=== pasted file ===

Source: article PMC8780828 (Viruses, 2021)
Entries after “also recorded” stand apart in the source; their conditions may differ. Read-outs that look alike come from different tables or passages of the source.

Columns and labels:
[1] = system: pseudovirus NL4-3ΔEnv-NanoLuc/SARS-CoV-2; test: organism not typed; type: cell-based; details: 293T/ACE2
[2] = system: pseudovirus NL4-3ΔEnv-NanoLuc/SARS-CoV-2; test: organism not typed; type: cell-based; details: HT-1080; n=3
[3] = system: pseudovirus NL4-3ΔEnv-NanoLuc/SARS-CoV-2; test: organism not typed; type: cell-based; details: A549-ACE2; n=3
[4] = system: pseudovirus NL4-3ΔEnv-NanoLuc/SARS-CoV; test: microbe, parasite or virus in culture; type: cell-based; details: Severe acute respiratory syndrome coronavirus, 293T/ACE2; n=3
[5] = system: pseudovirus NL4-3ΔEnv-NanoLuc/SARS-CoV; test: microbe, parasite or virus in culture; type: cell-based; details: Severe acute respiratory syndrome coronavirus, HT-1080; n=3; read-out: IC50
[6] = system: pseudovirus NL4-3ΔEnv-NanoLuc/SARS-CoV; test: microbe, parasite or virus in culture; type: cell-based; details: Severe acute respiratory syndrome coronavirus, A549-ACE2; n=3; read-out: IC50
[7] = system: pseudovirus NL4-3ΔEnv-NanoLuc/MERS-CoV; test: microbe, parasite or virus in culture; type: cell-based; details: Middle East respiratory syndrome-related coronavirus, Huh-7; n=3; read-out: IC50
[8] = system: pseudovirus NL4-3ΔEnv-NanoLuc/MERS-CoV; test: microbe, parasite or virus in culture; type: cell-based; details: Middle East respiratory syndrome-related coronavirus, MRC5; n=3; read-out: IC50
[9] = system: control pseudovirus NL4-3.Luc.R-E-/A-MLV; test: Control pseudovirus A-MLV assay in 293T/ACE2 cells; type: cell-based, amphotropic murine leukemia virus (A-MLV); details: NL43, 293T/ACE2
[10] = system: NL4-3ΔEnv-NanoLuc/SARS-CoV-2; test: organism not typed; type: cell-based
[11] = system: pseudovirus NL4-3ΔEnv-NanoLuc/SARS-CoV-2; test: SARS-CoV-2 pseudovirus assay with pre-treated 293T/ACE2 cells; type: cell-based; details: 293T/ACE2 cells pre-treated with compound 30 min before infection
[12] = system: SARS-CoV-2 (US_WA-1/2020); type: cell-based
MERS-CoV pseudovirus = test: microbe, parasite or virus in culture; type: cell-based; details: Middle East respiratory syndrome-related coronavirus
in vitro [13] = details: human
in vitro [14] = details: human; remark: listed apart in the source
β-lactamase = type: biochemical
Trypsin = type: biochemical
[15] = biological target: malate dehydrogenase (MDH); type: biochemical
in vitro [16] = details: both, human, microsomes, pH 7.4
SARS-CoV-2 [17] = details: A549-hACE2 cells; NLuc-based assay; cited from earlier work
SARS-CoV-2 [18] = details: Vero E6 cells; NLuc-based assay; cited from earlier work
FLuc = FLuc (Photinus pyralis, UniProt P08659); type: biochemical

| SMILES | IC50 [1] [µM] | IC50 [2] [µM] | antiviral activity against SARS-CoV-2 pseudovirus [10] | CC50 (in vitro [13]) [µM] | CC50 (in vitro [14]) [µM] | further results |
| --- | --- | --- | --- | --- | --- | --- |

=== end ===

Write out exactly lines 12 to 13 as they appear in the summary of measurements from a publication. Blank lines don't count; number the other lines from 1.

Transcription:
[9] = system: control pseudovirus NL4-3.Luc.R-E-/A-MLV; test: Control pseudovirus A-MLV assay in 293T/ACE2 cells; type: cell-based, amphotropic murine leukemia virus (A-MLV); details: NL43, 293T/ACE2
[10] = system: NL4-3ΔEnv-NanoLuc/SARS-CoV-2; test: organism not typed; type: cell-based